We’ve reviewed the experts’ recommendations and users’ comments on a wide range of netbooks, and here we recommend 4 highly rated ones.
Firstly, what are netbooks? Like the meaning of “responsible” (as in “who really is responsible for the deep economic mire we find ourselves in – greedy bankers or incompetent ministers?”) everybody seems to have a different point of view.
For the non-techy they are small, very portable laptops which are more likely to be used for basic wordprocessing, emailing, surfing the net, and watching and listening to video, pictures and songs on the move. Later models are now able to play more sophisticated games, and even do some video editing, though this is still best left for a more powerful laptop or desktop. They are at the smaller end of the screen sizes, up to 11 inches (measured diagonally), though there are no hard and fast rules.
Don’t get confused with notebooks – notebooks a bit bigger, and less portable, lying between the netbook and the laptop; nor are they “tablets” – the most famous of which is the newly launched iPad. Tablets have no keyboard and are principally for playing media and surfing the web, not more serious multi-tasking.
The important thing is that netbooks are designed to be very portable laptops – though a recent survey of US owners found that 60% never took them out of the house! Most have inbuilt wifi to connect to wireless internet wherever you are, or have the capability to link to the internet via a 3G link (like a phone).
Why would you want one? Apart from establishing your IT revolution credentials on the 7.36 from Tring, it could perfectly adequately satisfy your general computing needs whilst on the move. Battery life of the more modern netbooks is between 6 and 8 hours.
However, the basic fact is that you trade off convenience for power – ie what the thing will do for you. For example, they are unlikely to do lots of tasks at the same time, or even a single, power hungry application such as video editing. Also, one of the key things to bear in mind is the size of the screen – its small size may mean that it’s easy to slip into a large pocket or bag, but as a result it may be less easy to see what’s on it. Nevetheless, you just have to read a few user reviews to see how popular they are, and how they fulfill most users’ computing needs.
The other thing you are unlikely to find in a netbook is an inbuilt CD/DVD player – though a reasonable solution is to buy a seperate player (or “drive”) for around £30. Check out one here.
So what netbooks do the experts recommend? We’ve scanned the web to find their recommendations, and have found suggested best buys listed by Cnet, PC Advisor, Netbook Review, Budget Netbooks, TechRadar, Stuff.tv, Pocket Lint, Trusted Reviews, and we’ve also reviewed user comments in Revoo, Review Centre and Amazon. We’ve aggregated the rankings, and come up with our own definitive list of best buy netbooks – ones we would happily buy ourselves.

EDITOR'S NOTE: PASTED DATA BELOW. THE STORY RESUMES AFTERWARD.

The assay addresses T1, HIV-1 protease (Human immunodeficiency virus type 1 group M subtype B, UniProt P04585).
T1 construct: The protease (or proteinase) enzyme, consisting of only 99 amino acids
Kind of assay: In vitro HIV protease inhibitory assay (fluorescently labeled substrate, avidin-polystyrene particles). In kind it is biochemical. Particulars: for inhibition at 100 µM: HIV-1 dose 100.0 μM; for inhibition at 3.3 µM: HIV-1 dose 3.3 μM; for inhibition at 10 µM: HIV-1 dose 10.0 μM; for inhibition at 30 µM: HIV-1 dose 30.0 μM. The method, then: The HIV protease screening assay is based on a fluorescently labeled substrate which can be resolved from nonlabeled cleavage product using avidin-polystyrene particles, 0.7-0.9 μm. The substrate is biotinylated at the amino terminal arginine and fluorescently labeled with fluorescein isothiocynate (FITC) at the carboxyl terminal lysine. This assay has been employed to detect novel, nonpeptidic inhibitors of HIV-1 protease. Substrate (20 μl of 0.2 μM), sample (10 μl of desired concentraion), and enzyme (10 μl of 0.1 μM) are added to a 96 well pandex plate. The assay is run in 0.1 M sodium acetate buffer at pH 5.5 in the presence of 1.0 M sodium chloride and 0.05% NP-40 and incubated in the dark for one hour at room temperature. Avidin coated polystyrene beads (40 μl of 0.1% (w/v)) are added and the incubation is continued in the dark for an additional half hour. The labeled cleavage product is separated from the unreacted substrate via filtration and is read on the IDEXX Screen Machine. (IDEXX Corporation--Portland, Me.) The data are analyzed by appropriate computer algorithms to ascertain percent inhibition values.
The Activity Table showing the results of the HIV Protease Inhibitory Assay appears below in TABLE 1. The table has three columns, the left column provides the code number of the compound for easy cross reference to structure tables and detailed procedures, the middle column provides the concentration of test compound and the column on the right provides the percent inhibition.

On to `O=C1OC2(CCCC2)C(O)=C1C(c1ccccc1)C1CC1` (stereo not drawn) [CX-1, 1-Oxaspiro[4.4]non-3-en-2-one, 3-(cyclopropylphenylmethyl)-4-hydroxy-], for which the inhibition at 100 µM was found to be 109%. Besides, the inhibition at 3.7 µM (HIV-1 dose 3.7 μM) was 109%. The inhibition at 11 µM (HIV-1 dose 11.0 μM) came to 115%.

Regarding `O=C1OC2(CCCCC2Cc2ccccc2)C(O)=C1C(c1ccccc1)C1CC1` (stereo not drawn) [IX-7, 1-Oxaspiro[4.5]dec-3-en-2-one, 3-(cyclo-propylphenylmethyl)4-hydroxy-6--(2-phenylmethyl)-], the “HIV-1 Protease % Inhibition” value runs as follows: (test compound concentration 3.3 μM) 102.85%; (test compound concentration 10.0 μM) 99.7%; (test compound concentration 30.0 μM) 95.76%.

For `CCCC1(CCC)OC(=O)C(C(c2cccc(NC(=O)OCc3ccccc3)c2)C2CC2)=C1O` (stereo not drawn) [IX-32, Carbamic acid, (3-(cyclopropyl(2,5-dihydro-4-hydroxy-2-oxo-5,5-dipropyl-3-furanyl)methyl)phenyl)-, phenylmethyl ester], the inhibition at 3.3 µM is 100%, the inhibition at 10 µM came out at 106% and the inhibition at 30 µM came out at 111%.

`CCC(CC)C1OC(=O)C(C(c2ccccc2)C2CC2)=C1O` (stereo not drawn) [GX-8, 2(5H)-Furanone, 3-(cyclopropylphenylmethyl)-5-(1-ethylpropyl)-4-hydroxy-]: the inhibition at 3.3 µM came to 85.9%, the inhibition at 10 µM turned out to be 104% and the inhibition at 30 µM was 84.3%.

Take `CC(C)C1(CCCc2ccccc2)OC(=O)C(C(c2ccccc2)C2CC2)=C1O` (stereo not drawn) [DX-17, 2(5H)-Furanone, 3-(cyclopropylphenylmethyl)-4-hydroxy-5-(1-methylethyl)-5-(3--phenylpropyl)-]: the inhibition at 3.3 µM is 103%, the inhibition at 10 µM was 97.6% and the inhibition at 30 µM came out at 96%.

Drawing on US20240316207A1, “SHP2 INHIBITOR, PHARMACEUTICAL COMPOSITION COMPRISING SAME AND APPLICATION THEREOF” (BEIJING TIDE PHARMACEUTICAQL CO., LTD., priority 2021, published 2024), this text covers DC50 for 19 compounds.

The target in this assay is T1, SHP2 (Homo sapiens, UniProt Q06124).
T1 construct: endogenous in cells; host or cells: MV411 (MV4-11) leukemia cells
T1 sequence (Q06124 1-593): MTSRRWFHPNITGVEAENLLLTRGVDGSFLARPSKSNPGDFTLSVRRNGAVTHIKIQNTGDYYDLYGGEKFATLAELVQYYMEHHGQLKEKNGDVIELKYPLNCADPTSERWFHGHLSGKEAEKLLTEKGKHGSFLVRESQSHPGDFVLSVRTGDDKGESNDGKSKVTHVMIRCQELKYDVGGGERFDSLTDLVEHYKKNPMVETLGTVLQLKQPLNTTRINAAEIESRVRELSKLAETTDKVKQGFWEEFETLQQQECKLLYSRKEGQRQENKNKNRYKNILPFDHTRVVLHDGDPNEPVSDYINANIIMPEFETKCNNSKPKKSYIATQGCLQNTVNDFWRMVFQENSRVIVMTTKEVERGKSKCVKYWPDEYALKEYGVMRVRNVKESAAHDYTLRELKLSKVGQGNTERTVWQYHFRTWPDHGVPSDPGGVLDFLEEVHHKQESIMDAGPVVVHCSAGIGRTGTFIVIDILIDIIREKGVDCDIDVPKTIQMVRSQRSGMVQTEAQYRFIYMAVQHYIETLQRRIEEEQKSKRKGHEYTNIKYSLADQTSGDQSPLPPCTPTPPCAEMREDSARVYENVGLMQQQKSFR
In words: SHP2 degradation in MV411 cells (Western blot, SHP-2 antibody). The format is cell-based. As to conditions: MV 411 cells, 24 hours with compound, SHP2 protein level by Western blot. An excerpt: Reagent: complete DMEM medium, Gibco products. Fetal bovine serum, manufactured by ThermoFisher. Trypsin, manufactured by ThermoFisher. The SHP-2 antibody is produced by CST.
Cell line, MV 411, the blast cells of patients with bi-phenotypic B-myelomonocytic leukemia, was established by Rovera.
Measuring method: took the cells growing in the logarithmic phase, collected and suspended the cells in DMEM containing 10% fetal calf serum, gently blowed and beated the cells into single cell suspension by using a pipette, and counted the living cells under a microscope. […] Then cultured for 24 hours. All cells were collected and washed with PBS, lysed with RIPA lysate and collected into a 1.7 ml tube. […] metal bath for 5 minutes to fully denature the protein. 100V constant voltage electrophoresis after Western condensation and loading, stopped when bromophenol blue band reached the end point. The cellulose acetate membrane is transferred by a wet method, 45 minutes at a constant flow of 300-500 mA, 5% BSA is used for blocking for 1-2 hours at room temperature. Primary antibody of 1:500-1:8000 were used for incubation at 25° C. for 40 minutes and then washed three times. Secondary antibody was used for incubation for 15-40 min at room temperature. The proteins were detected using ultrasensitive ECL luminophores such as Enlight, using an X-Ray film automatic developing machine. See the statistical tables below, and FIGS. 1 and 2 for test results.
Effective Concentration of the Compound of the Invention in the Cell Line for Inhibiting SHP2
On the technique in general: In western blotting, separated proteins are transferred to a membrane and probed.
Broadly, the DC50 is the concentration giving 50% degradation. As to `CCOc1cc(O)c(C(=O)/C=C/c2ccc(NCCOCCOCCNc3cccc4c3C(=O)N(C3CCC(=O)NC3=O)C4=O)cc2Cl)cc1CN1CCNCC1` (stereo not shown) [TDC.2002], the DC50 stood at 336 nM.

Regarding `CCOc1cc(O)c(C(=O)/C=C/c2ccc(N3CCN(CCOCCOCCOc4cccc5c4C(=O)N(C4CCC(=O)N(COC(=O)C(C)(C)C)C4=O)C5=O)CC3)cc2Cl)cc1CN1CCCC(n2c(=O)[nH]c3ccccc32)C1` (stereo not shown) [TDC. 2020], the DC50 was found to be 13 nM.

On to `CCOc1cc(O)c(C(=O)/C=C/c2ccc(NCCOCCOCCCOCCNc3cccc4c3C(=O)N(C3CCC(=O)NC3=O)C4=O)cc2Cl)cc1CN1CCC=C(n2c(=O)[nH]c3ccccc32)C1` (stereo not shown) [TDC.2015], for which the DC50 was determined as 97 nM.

One thing to bear in mind is that manufacturers are developing their products all the time – new versions are being released regularly. This means that reviews and recommendations may be out of date after a short while. However, where a notebook has been around a while, and there is an updated version, we’ve mentioned it as worth checking out.
We’ve looked at the budget end of the notebook spectrum – under £260. You can spend more – over £400 – and you will generally get a more powerful machine, with more features. However, we think, for general use, you can buy an excellent notebook for under £300.
We’ve included links to Amazon – they’re not always the cheapest, but they give a lot of information about the product and detailed user reviews all in one place, and in our experience deliver good value for money. The opinions site Ciao! gives Amazon 4.5/5 averaged over 730 user reviews.
Here are the 4 top recommended netbooks in priority order, best first. To get more detail and the price, click on the name of the netbook. To see a particular review, click on the source (eg Cnet). :
1.Samsung NC10 Netbook (click name for detail)
Possibly the most recommended netbook is the Samsung NC10. Described as “Most Popular” by Budget Netbooks, given 10/10 by Trusted Reviews, 4.5/5 by PC Advisor, 5/5 by TechRadar, 5/5 and a “Hot Buy” by Stuff.TV.
Unfortunately, this notebook is getting a bit old now (though still available and still getting excellent reviews), so you may also wish to consider a newer netbook from the same stable, such as the Samsung N120 (click name for detail)(TechRadar gave it 4.5/5 ) or the Samsung N130 (click name for detail) (TechRadar gave it 3/5 and 52 users gave it an average of 4.5/5 at Amazon). They all seem great notebooks!
2. Asus 1005HA 10-inch Netbook (click name for detail)
It supercedes the highly acclaimed Asus 1000 HE. A good alternative, though more expensive, is the Asus Eee PC 1008HA (click name for detail), which is ranked 9/10 by Trusted Reviews, and 5/5 by Stuff.tv, and rated 4.5/5 on average by 12 customer reviews at Amazon
3. Toshiba NB200-10z 10.1-inch Netbook (click name for detail)
9 customer reviews average 4/5 at Amazon
4. Acer Aspire One D150 (click name for detail)
Whilst this notebook is getting a little long in the tooth (relatively!), and has been updated during 2009, it is still rated very highly by the experts and users. Budget Netbooks said it was “easy to use”, PC Advisor gave it 4.5/5, as did TechRadar. Stuff.tv rated it slightly lower at 4/5, but still recommended it. 33 customer reviews at Amazon rated it 4 /5 on average.